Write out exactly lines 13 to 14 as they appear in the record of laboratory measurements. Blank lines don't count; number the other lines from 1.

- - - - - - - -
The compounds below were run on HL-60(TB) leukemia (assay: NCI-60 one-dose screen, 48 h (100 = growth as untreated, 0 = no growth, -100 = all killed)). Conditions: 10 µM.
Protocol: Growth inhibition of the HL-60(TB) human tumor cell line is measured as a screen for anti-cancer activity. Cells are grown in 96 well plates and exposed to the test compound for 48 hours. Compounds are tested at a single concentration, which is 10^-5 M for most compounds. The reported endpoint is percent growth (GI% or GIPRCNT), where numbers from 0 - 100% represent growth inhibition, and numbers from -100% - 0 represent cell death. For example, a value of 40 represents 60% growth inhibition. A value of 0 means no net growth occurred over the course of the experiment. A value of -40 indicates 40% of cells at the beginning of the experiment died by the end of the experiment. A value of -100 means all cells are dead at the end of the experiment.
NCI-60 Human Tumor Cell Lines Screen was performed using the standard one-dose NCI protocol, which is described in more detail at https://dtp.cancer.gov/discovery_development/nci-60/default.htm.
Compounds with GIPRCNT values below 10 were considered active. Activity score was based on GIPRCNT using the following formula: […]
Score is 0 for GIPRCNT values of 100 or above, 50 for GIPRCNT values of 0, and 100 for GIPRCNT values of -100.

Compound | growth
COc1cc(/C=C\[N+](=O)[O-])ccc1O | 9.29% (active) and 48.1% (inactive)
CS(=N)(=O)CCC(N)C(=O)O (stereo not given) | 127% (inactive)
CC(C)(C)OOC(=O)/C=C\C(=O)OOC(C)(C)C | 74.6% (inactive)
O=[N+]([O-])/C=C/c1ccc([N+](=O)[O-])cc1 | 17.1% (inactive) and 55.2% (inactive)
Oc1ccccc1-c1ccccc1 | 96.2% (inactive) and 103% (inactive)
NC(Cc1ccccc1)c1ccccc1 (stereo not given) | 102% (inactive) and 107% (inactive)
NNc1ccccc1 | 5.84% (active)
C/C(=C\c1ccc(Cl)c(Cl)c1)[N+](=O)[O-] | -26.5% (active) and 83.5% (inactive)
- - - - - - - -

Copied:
NNc1ccccc1 | 5.84% (active)
C/C(=C\c1ccc(Cl)c(Cl)c1)[N+](=O)[O-] | -26.5% (active) and 83.5% (inactive)